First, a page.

This is an astonishing story about a local man who needs help. And the many Westporters who have already rallied to his aid.
David Hidalgo is a 31-year-old Costa Rican man. He came to the US in search of the American dream.
He works for himself. He’s a carpenter, handyman, home improvement guy extraordinaire. Most of his clients live in Westport. They adore his workmanship, care, willingness to tackle any project; his problem-solving, humility, politeness, and his ear-to-ear smile.
David met his wife Haiying shortly after he arrived. They have 2 beautiful children: Santiago (age 11) and Dannika (3). He’s involved in his son’s Boy Scouts and basketball team, and the Bridgeport community where they live.
Last month, David was diagnosed with acute lymphoblastic leukemia. Though devastated, he and Haiying thanked God: If they had waited even a few days longer, doctors said, he’d be dead in 3 months.
David is being treated at Yale’s Smilow Cancer Hospital. He faces at least 8 months of difficult, painful treatment — with no idea when he can return to work.
David was young and strong. He has no short- or long-term disability insurance. There is no “office pool” to collect money. He and Haiying were hesitant to ask for help. But they have no choice.
Of all times for this to happen, the holidays are the toughest. Santiago says he wants nothing for Christmas, except for his father to recover.
With no income — and staggering bills ahead — the situation is dire. Sally Wanamaker — one of David’s many fans — has created a GoFundMe page. Click here for the link.
Meanwhile — despite compelling letters from an oncologist and social worker — David’s mother was denied a humanitarian visa by the US Embassy in Costa Rica. Although he may receive a bone marrow transplant as early as February or March — assuming a match is found — without his mother to help, his children will be shuttled to neighbors and classmates’ homes, while Haiying cares for him in the hospital.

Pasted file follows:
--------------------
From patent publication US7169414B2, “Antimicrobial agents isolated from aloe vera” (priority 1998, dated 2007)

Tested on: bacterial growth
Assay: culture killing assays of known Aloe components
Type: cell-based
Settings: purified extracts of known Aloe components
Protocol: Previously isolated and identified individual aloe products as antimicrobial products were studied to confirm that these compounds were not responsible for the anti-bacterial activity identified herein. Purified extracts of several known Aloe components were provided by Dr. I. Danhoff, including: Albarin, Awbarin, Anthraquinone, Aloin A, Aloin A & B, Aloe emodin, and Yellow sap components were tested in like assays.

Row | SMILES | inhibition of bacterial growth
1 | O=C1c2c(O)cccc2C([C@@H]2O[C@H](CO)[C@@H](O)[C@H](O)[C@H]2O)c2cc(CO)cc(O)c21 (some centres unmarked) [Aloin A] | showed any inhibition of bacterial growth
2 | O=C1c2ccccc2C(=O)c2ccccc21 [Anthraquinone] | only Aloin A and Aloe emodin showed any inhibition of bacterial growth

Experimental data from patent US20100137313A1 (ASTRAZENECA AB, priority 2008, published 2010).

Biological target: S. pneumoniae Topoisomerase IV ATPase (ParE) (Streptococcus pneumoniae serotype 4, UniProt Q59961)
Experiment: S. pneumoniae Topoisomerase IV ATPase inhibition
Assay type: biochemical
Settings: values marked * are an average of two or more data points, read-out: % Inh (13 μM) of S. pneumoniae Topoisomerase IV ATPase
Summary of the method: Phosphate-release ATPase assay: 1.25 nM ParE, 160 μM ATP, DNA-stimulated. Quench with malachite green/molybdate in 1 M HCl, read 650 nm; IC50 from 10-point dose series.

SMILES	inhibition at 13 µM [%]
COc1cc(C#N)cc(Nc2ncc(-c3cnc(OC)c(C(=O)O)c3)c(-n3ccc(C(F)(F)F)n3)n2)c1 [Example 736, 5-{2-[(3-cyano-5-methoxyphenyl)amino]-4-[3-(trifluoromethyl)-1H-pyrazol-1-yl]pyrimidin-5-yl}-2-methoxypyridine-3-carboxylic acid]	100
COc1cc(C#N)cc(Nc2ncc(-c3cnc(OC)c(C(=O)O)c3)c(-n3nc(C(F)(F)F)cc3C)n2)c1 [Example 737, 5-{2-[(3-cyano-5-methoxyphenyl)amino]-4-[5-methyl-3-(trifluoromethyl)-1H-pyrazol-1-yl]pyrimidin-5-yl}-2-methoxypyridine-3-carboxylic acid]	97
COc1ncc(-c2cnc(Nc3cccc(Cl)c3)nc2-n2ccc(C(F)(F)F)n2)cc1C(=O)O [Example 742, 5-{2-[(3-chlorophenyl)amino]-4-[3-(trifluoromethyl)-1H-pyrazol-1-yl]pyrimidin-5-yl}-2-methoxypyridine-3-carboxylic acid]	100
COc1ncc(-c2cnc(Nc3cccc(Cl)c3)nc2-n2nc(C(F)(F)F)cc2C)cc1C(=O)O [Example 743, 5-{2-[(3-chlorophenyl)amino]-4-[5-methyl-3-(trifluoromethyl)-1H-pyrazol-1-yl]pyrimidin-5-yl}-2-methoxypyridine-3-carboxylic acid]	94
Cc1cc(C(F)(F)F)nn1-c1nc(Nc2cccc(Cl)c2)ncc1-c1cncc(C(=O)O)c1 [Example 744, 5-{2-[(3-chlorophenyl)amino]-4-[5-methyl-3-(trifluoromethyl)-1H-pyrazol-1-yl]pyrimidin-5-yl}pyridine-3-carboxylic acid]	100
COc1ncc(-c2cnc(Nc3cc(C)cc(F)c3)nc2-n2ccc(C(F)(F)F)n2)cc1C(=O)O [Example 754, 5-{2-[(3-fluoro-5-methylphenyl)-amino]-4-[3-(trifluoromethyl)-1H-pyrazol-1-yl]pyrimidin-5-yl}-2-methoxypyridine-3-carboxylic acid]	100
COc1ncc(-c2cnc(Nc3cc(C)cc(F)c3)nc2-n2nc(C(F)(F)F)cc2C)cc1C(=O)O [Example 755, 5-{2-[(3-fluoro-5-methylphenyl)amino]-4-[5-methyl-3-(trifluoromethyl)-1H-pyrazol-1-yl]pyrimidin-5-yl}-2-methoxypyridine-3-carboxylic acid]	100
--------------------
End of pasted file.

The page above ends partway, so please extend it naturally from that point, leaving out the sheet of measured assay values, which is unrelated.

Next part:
Four of David’s siblings in Costa Rica will be tested, to see if they are a transplant match. The odds are good at least one will be. However, after the denial of David’s mother’s humanitarian visa, the family worries that the siblings might be denied a similar visa.
Incredibly, there is more to this story. Haiying is a naturalized US citizen. Santiago and Danika are citizens from birth.
Before his diagnosis, David was in the process of getting his green card. According to a law that went into effect in October, if he applies for any form of state or federal financial aid, his green card will be denied.
He will lose his dream of living, and raising his family, in a country he loves (and pays taxes in) — a country his family considers their home.
Westporters have stepped up quickly. A client of David’s donated plane tickets for his mother and a potential bone marrow donor. Hopefully, they can be used.
Another Westport client wrote a check to David’s son’s school, to pay the remaining tuition for the year.
Every little bit helps. The other night, Sally Wanamaker dropped a few items off at David’s house, near the Beardsley Zoo. Every home on the street was decorated for Christmas — except his.
She passed the word. A Westport client — who considers David a member of the family — donated lights, and an inflatable Santa. A landscaping company put everything up. Despite the tough times, Santiago and Dannika’s house now glows too.
This is the holiday season. We’re all going a million miles an hour — and we’re asked often to help out, for very good causes.
I can’t think of a better one than this. Click here for the GoFundMe page.
And then share either this post or the GoFundMe link — or both — as far and wide on social media as you can.
(Letters to politicians may help them intervene in the visa and/or green card situation. David’s mother’s name is Elvia Cecilia Brenes Navarro. Click the links to contact US Senator Richard Blumenthal, US Senator Chris Murphy, Congressman Jim Himes, Governor Ned Lamont, State Senator Will Haskell. and State Senator Tony Hwang.)